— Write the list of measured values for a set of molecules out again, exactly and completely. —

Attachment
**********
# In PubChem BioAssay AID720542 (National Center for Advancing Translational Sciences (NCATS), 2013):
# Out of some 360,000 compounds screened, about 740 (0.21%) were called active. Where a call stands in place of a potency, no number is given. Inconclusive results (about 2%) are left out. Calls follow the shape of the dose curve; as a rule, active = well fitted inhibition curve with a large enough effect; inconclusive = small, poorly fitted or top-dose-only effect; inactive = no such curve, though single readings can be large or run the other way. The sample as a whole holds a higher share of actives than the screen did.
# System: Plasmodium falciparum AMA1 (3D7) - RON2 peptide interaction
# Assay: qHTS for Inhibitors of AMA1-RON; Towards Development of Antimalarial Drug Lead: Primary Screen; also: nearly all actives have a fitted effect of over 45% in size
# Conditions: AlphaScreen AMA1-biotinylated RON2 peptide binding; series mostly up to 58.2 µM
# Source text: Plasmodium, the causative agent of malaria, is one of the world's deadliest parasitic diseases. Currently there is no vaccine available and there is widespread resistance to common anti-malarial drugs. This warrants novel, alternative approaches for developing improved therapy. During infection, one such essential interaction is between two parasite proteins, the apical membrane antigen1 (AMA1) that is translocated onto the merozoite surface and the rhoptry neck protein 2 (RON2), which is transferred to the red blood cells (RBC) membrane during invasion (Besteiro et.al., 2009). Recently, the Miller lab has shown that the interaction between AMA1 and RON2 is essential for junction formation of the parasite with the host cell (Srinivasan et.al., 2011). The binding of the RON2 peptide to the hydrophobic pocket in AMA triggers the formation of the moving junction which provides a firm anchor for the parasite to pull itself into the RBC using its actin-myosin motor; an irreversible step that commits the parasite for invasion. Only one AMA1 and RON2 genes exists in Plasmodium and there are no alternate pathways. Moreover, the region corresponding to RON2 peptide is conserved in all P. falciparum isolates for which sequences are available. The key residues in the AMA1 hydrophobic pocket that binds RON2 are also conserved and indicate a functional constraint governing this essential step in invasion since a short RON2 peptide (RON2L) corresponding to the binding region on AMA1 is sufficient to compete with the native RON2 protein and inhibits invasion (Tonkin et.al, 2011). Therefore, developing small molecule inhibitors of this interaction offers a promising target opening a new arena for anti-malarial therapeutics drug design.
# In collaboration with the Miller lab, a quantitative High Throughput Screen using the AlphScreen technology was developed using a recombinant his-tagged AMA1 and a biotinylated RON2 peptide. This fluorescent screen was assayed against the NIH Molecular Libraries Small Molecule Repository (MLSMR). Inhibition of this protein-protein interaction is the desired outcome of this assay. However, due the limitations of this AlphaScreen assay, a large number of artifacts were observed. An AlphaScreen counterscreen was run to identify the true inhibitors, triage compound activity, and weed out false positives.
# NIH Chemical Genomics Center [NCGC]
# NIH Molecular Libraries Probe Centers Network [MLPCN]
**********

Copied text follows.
# In PubChem BioAssay AID720542 (National Center for Advancing Translational Sciences (NCATS), 2013):
# Out of some 360,000 compounds screened, about 740 (0.21%) were called active. Where a call stands in place of a potency, no number is given. Inconclusive results (about 2%) are left out. Calls follow the shape of the dose curve; as a rule, active = well fitted inhibition curve with a large enough effect; inconclusive = small, poorly fitted or top-dose-only effect; inactive = no such curve, though single readings can be large or run the other way. The sample as a whole holds a higher share of actives than the screen did.
# System: Plasmodium falciparum AMA1 (3D7) - RON2 peptide interaction
# Assay: qHTS for Inhibitors of AMA1-RON; Towards Development of Antimalarial Drug Lead: Primary Screen; also: nearly all actives have a fitted effect of over 45% in size
# Conditions: AlphaScreen AMA1-biotinylated RON2 peptide binding; series mostly up to 58.2 µM
# Source text: Plasmodium, the causative agent of malaria, is one of the world's deadliest parasitic diseases. Currently there is no vaccine available and there is widespread resistance to common anti-malarial drugs. This warrants novel, alternative approaches for developing improved therapy. During infection, one such essential interaction is between two parasite proteins, the apical membrane antigen1 (AMA1) that is translocated onto the merozoite surface and the rhoptry neck protein 2 (RON2), which is transferred to the red blood cells (RBC) membrane during invasion (Besteiro et.al., 2009). Recently, the Miller lab has shown that the interaction between AMA1 and RON2 is essential for junction formation of the parasite with the host cell (Srinivasan et.al., 2011). The binding of the RON2 peptide to the hydrophobic pocket in AMA triggers the formation of the moving junction which provides a firm anchor for the parasite to pull itself into the RBC using its actin-myosin motor; an irreversible step that commits the parasite for invasion. Only one AMA1 and RON2 genes exists in Plasmodium and there are no alternate pathways. Moreover, the region corresponding to RON2 peptide is conserved in all P. falciparum isolates for which sequences are available. The key residues in the AMA1 hydrophobic pocket that binds RON2 are also conserved and indicate a functional constraint governing this essential step in invasion since a short RON2 peptide (RON2L) corresponding to the binding region on AMA1 is sufficient to compete with the native RON2 protein and inhibits invasion (Tonkin et.al, 2011). Therefore, developing small molecule inhibitors of this interaction offers a promising target opening a new arena for anti-malarial therapeutics drug design.
# In collaboration with the Miller lab, a quantitative High Throughput Screen using the AlphScreen technology was developed using a recombinant his-tagged AMA1 and a biotinylated RON2 peptide. This fluorescent screen was assayed against the NIH Molecular Libraries Small Molecule Repository (MLSMR). Inhibition of this protein-protein interaction is the desired outcome of this assay. However, due the limitations of this AlphaScreen assay, a large number of artifacts were observed. An AlphaScreen counterscreen was run to identify the true inhibitors, triage compound activity, and weed out false positives.
# NIH Chemical Genomics Center [NCGC]
# NIH Molecular Libraries Probe Centers Network [MLPCN]